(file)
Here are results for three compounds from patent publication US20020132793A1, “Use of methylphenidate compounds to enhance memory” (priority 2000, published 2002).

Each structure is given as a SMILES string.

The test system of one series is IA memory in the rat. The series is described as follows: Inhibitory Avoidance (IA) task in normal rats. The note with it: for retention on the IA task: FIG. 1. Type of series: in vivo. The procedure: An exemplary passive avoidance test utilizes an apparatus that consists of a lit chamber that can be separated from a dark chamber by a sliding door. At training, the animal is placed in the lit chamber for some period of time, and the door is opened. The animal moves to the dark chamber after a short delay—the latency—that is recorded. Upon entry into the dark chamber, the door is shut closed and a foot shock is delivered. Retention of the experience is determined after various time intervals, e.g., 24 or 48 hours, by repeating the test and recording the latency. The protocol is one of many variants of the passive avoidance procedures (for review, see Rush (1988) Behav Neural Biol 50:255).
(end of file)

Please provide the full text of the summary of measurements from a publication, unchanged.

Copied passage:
Here are results for three compounds from patent publication US20020132793A1, “Use of methylphenidate compounds to enhance memory” (priority 2000, published 2002).

Each structure is given as a SMILES string.

The test system of one series is IA memory in the rat. The series is described as follows: Inhibitory Avoidance (IA) task in normal rats. The note with it: for retention on the IA task: FIG. 1. Type of series: in vivo. The procedure: An exemplary passive avoidance test utilizes an apparatus that consists of a lit chamber that can be separated from a dark chamber by a sliding door. At training, the animal is placed in the lit chamber for some period of time, and the door is opened. The animal moves to the dark chamber after a short delay—the latency—that is recorded. Upon entry into the dark chamber, the door is shut closed and a foot shock is delivered. Retention of the experience is determined after various time intervals, e.g., 24 or 48 hours, by repeating the test and recording the latency. The protocol is one of many variants of the passive avoidance procedures (for review, see Rush (1988) Behav Neural Biol 50:255).